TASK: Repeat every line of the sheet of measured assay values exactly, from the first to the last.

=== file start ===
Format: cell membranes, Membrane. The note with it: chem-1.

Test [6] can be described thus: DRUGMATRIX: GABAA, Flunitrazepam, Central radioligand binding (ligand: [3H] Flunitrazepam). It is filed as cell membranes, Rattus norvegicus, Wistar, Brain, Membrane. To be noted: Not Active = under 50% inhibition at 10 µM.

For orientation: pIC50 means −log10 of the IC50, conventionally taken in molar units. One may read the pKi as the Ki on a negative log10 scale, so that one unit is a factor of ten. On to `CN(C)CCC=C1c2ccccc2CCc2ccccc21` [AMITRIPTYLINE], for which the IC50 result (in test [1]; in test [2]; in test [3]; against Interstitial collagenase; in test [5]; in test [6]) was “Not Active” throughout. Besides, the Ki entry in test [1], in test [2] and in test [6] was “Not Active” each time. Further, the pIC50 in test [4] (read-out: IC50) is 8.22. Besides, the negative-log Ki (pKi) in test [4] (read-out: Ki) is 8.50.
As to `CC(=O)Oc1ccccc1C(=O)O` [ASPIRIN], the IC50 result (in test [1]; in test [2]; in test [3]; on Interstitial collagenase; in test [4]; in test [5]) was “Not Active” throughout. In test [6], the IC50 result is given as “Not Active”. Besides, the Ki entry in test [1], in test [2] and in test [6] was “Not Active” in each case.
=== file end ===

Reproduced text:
Format: cell membranes, Membrane. The note with it: chem-1.

Test [6] can be described thus: DRUGMATRIX: GABAA, Flunitrazepam, Central radioligand binding (ligand: [3H] Flunitrazepam). It is filed as cell membranes, Rattus norvegicus, Wistar, Brain, Membrane. To be noted: Not Active = under 50% inhibition at 10 µM.

For orientation: pIC50 means −log10 of the IC50, conventionally taken in molar units. One may read the pKi as the Ki on a negative log10 scale, so that one unit is a factor of ten. On to `CN(C)CCC=C1c2ccccc2CCc2ccccc21` [AMITRIPTYLINE], for which the IC50 result (in test [1]; in test [2]; in test [3]; against Interstitial collagenase; in test [5]; in test [6]) was “Not Active” throughout. Besides, the Ki entry in test [1], in test [2] and in test [6] was “Not Active” each time. Further, the pIC50 in test [4] (read-out: IC50) is 8.22. Besides, the negative-log Ki (pKi) in test [4] (read-out: Ki) is 8.50.
As to `CC(=O)Oc1ccccc1C(=O)O` [ASPIRIN], the IC50 result (in test [1]; in test [2]; in test [3]; on Interstitial collagenase; in test [4]; in test [5]) was “Not Active” throughout. In test [6], the IC50 result is given as “Not Active”. Besides, the Ki entry in test [1], in test [2] and in test [6] was “Not Active” in each case.